ISSUE 4-2018
Yaroslav Shimov Evgeny Magda Elkhan Shakhinoglu Ahmad Alili
Tengiz Ablotia
Pavel Vitek
Igor Yakovenko

Disclaimer: The views and opinions expressed in the articles and/or discussions are those of the respective authors and do not necessarily reflect the official views or positions of the publisher.

By Veronika Ryantova | Student, Charles University, the Czech Republic | Issue 4, 2018
Yury Fedorov, Russia between Fascism and Disintegration, Kyiv: Center for Army, Conversion and Disarmament Studies, 2017; ІSBN 978-966-139-077-4

This book is a monograph about the potential negative future for the Russian Federation. The author Yury Fedorov, an independent expert in Russian foreign and security policy, supposes that Russia is facing an economic and sociopolitical crisis and that this situation could evolve in two possible ways: an Orthodox fascist dictatorship or the disintegration of Russian territorially integrated units. In three chapters (one dedicated to fascism and two others which cover disintegration) the author provides a historical overview of both phenomena in the Russian past and also contemporary prospects for the development of these two scenarios.

The issue of the future development of Russia is highly discussed at the present time for several reasons, one of them being that Vladimir Putin's last presidential term of office is starting this year and he has to deal with the important issue of the succession. Even if he changes the constitution and is able to run for president again, his regime couldn't be as stable as is now because he will be 72 years old. For this reason the topic of this monograph is well chosen and the book could be useful in the current academic discussions.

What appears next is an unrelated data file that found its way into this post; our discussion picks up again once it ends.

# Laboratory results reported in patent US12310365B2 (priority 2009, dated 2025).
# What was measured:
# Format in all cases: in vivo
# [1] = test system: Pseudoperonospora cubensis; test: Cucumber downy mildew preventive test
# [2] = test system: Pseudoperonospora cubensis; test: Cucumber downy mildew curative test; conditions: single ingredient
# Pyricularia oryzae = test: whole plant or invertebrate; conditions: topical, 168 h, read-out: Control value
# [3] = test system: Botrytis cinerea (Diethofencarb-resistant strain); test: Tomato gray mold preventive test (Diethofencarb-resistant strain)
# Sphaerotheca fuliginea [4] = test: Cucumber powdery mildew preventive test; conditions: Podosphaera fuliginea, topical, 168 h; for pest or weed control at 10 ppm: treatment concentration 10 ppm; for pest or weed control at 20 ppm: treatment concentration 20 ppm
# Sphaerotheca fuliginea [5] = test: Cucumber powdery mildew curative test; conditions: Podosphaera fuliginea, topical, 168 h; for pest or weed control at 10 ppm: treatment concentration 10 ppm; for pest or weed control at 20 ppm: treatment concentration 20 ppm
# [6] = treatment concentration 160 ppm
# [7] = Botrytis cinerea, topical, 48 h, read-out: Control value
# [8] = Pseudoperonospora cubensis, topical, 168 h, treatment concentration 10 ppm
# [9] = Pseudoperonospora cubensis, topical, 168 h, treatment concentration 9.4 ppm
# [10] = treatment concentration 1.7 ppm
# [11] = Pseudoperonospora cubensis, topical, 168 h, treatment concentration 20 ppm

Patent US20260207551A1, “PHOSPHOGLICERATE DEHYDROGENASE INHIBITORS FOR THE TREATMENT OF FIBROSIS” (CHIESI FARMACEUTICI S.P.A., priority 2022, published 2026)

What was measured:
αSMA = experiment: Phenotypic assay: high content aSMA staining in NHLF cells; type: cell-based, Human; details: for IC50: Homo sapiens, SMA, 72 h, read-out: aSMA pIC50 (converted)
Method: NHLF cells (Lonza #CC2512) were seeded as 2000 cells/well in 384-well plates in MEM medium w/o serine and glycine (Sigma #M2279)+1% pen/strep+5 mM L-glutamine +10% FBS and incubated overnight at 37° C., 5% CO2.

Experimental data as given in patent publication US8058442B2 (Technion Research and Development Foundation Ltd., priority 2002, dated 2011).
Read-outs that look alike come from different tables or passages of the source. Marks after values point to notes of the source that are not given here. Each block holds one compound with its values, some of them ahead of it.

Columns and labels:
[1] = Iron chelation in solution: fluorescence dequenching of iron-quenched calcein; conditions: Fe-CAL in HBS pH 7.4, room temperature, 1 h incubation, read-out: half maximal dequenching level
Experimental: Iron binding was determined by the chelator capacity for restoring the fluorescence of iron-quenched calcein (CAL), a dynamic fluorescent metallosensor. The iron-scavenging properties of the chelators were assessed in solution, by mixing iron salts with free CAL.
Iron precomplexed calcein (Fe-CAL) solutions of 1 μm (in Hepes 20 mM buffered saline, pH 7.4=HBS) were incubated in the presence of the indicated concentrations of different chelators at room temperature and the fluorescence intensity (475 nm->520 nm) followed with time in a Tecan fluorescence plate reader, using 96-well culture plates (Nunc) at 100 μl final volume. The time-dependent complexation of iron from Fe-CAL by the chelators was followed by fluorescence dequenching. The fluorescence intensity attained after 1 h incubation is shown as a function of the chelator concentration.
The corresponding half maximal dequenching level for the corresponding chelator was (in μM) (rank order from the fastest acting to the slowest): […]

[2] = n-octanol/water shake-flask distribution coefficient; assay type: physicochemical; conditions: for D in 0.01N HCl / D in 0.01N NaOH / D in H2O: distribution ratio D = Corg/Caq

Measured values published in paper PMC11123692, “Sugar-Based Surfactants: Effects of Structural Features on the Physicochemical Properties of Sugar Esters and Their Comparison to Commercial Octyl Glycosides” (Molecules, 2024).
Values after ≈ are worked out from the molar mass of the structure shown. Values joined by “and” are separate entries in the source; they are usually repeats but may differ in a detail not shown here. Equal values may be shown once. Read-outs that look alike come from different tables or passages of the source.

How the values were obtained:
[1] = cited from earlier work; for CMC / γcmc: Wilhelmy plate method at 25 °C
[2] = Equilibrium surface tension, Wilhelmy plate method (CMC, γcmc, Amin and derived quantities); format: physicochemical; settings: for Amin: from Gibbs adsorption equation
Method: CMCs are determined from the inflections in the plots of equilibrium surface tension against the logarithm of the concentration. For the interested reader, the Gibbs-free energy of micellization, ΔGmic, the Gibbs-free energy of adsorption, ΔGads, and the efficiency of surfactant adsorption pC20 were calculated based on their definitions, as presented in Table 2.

The part of the book referring to disintegration is well argued. The author also mentions academic criticism of the prospect of disintegration for Russia and opposes it with several arguments. At the beginning of the second chapter he compares the case of Russia with cases of disintegration in history, such as the Austro-Hungarian or Ottoman Empires. From these cases, the author generalizes conditions or factors that could cause the disintegration of contemporary Russia. Maybe it would be better if this part had been organized in the same order as the chapter about fascism, i.e. firstly describing the historical development of the phenomena and then analyzing the probability of Russian disintegration in the near future. Finally, the part that covers the history of less well-known Siberian separatism is very valuable.

In comparison with the part about disintegration the first chapter about fascism is more problematic. The majority of the chapter is dedicated to a historical overview of Russian fascism, from the interwar period of Russian fascism in exile, through fascist organizations during the Soviet era, up to the post-Soviet period. Only a small part of the chapter is concerned with the contemporary era and, especially, little attention is paid to the fascist signs of the Russian leading regime. The author describes only some contemporary fascist organizations which are supported by the ruling clique but not the functioning of the fascist principles at the center, as has been described, for example, in the paper “Putin's Russia as a fascist political system” written by Alexander Motyl in 2016, where the author provides analysis of the concept of fascism and its application to the current Russian regime.

Nevertheless, as was mentioned above, the book presents good material which could be useful in the discussion about the immediate future of Russia.

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